Issue E014 of 22 December 2001


The Hellenic Alphabet
Origins, Use, and Early Function

by
Eirene Ragousi
B.A. (Class. & Med. Stud.), B.A., M.A. (Hist.)
M.A. (Anc. Hist.), Ph.D cand. (Anc. Hist.)

The Phoenicians who came with Cadmus-amongst whom were the Gephyraei-introduced into Greece, after their settlement in the country, a number of accomplishments, of which the most important was writing, an art till then, think, unknown to the Greeks. At first they used the same characters as all the other Phoenicians, but as time went on, and they chanted their language, they also changed the shape of their letters. At that period most of the Greeks in the neighborhood were Ionians; they were taught these letters by the Phoenicians and adopted them, with a few alterations, for their won use, continuing to refer to them as the Phoenician characters-as was only right, as the Phoenicians had introduced them. The Ionians also call paper 'skins' [papyrus]-a survival from antiquity when paper was hard to get, and they did actually use goat and sheepskins to write on. Indeed, even today many foreign people use this material. In the temple of Ismenian Apollo at Thebes in Boeotia I have myself seen cauldrons with inscriptions cut on them in Cadmean characters-most of them not very different from the Ionian.(1)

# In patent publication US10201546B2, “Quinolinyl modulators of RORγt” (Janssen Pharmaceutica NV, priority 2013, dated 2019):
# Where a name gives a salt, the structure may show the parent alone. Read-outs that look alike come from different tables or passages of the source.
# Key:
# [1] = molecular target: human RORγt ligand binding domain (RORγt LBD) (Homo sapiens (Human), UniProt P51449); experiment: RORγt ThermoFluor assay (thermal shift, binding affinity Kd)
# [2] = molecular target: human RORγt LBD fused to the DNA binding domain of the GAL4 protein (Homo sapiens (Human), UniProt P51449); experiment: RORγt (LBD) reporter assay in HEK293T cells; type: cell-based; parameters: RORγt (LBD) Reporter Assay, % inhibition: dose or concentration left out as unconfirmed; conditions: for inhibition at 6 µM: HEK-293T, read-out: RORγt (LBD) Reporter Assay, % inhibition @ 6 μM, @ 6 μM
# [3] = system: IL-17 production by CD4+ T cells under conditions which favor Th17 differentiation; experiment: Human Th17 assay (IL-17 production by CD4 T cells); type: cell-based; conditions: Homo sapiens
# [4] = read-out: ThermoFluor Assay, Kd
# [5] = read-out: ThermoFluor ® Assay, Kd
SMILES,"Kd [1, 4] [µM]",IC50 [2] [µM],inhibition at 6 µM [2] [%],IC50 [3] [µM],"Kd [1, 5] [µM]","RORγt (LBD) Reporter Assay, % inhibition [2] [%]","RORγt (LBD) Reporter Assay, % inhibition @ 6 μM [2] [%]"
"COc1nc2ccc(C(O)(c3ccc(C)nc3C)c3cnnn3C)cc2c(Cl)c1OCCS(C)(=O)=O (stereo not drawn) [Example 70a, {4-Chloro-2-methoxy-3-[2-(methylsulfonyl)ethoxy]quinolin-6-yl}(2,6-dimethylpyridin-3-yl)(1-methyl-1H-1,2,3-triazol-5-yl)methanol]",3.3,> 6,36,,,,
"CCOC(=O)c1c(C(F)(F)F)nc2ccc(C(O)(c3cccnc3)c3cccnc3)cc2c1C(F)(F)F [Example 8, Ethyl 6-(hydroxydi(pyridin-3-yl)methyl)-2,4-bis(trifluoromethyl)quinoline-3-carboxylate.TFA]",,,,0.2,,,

But [Kadmos], bringing gifts of voice and thought for all Greece, made tools that echoed the tongue, mingling vowels [azyga (things that exist in isolation)] and consonants [syzyga (things that connect)], all in a row [stoichedon] of integrated harmony. He rounded off a gravent [grapton] model of speaking silence, having learned the ancestral mysteries of the divine art.(2)

The alphabet is a form of writing whose elements represent the actual sounds of the spoken word. The alphabetic signs, which represent single phonemes, when combined, "translate the aural, invisible elements of human speech into graphic, visible signs."(3) The first alphabetic script in Greece(4) developed in the late ninth or early eighth century BC, forming the Hellenic alphabet. The great majority of the signs of this alphabet were adopted from the Phoenician script, a West Semitic consonantal syllabary,(5) which was probably developed in ca. 1000 BC.(6() However, the revolutionary character of the Hellenic alphabet was achieved through some phonetic alterations of the existing signs and the addition of new signs. Whereas the Semitic syllabary was exclusively consonantal, the Hellenic script evolved into a phonetic writing with the alteration of five Phoenician consonants into vowels. In addition to that, four signs were added-phi, psi, chi, and omega-to cover all the range of sounds in the Hellenic language.(7) These alterations and additions formed the first alphabet, which managed to create a visual representation of all the phonetic elements of speech.